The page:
Each evening of the online festival is a 90-minute stretch of original 10-minute plays, all penned specifically for the digital stage by playwrights representing 34 of the 64 local intimate theatre companies – including the Fountain – that make up ATLA. The Fountain’s entry into the festival, Talking Peace, was written by Community Engagement Coordinator France-Luce Benson, who also happens to be an accomplished playwright. Talking Peace is a wittily observant take on today’s hot-button issues that is set during a virtual Zoom get-together. In it, a healing circle comes undone when an outsider finds her way in, forcing the five women to deconstruct what it means to be Black, BIPOC and bound by sisterhood.

Talking Peace was part of last week’s Opening Night schedule. You can re-watch it – and catch all other performances to date — at www.twitch.tv/togetherlafestival. To make reservations for tonight, and any of the remaining nights, visit www.togetherlafestival.com. Tickets are free, but reservations are required.

ATLA was born five months ago out of the need felt by local theatres to stay connected during the pandemic, offer strength and support to each other, and make positive steps forward in the midst of uncertainty in order to keep hope, art and theatre alive.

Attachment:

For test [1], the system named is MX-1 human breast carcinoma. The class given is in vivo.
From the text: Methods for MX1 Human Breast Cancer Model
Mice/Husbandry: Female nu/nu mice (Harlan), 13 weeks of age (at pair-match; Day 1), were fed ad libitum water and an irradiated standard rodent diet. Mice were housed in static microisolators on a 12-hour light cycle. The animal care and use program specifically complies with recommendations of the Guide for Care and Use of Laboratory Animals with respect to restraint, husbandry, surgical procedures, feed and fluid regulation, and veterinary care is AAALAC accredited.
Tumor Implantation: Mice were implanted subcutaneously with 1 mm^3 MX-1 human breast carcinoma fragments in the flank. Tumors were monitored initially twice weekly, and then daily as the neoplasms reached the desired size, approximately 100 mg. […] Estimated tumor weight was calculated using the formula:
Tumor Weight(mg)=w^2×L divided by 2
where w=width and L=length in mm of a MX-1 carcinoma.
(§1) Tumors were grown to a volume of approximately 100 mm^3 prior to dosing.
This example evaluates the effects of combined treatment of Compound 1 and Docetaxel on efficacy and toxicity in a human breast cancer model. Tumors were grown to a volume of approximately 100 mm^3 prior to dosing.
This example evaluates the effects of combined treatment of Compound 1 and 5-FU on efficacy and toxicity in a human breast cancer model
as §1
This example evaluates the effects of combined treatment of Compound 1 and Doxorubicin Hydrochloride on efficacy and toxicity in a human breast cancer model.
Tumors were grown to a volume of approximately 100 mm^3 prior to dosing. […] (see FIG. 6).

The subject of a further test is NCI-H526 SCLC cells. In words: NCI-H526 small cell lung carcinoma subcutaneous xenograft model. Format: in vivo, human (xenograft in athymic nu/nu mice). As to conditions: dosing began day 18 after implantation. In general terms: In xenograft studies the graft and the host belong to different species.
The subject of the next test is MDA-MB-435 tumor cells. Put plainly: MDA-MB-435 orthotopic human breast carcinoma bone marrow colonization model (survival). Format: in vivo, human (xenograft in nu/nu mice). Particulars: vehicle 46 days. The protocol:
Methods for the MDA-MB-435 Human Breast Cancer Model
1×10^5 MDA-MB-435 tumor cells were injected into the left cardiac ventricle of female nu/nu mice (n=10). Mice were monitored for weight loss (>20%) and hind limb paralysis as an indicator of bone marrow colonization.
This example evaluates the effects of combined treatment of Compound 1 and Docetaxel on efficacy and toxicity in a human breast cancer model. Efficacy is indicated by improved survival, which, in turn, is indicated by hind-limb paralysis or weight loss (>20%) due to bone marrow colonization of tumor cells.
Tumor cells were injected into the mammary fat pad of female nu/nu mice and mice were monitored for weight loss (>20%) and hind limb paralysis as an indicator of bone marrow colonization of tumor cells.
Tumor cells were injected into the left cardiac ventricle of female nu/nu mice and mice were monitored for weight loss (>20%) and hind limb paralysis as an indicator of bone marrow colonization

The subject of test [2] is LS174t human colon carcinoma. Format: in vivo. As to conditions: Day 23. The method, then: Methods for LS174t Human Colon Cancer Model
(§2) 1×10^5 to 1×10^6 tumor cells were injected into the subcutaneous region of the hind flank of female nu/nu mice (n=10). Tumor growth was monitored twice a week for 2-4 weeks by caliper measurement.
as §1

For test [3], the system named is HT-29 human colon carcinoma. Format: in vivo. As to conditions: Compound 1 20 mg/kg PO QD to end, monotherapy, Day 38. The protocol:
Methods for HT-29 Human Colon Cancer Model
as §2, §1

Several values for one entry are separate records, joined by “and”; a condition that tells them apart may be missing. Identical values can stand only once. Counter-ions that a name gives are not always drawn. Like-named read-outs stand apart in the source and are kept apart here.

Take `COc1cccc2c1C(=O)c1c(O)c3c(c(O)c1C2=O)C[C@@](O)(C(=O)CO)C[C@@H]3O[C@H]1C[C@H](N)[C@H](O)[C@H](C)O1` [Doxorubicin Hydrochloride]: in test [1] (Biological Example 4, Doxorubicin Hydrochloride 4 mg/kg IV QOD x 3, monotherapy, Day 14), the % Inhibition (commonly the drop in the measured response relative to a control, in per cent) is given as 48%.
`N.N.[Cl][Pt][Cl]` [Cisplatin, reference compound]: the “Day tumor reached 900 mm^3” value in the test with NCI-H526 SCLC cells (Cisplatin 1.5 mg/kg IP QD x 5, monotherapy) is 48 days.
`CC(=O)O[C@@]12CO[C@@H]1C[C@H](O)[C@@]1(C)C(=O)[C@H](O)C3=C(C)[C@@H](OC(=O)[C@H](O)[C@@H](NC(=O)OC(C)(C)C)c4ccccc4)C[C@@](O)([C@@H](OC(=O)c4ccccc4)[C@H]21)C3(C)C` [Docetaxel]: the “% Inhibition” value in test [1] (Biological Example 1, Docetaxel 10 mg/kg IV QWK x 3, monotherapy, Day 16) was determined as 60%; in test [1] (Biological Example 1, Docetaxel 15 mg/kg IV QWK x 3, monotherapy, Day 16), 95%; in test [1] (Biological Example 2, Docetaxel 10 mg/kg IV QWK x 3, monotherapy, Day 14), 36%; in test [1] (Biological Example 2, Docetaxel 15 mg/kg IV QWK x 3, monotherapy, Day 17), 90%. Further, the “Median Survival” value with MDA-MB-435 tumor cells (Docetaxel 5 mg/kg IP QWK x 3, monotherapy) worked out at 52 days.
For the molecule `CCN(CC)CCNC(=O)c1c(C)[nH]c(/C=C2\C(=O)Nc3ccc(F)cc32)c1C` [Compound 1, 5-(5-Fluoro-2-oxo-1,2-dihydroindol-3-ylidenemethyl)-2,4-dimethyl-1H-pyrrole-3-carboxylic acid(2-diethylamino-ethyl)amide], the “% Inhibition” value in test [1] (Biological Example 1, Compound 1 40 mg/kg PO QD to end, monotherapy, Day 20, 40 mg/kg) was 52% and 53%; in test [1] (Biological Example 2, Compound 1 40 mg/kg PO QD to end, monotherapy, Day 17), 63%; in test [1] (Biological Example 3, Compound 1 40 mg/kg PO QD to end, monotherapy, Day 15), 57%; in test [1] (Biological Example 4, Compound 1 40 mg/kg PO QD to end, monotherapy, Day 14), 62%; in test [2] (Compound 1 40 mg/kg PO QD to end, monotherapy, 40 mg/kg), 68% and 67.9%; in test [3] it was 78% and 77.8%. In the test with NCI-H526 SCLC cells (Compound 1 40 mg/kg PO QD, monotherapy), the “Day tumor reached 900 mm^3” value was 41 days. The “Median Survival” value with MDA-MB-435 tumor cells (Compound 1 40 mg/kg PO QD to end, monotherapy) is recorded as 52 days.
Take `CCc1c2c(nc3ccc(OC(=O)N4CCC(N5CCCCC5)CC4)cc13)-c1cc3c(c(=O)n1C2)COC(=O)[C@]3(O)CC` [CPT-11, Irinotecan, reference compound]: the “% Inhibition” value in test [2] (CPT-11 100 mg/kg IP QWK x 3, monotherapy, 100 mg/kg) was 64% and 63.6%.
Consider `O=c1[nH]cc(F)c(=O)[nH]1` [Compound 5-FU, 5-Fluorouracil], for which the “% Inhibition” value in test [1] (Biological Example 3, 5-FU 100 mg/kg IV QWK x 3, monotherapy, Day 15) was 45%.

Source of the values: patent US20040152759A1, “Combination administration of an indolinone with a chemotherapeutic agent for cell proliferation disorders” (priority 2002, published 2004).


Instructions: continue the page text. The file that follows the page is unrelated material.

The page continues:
And so, LA’s intimate theatre community turned out en masse last Thursday to celebrate the launch of this digital effort together. New plays! Old friends! The forum was virtual, but the energy jumped right off the screen. The pre-show chat box overflowed with cries of “So excited!” and “Break legs everybody!” scattered in-between all the shout-outs and virtual drink orders and jokes about easy parking. The wild exhilaration was further pumped up with a lava flow of exuberant emojis: clapping hands, party poppers, hugs, and a full-range rainbow of colored and decorated hearts. It didn’t seem to matter that the theatre lovers gathered there were not sitting shoulder-to-shoulder in the same house. After months of isolation and darkened physical stages, they were sitting spirit-to-spirit and heart-to-heart in the same space, ready and willing to enjoy a virtual stage experience, and reveling in each others’ company. This community knows how to adapt!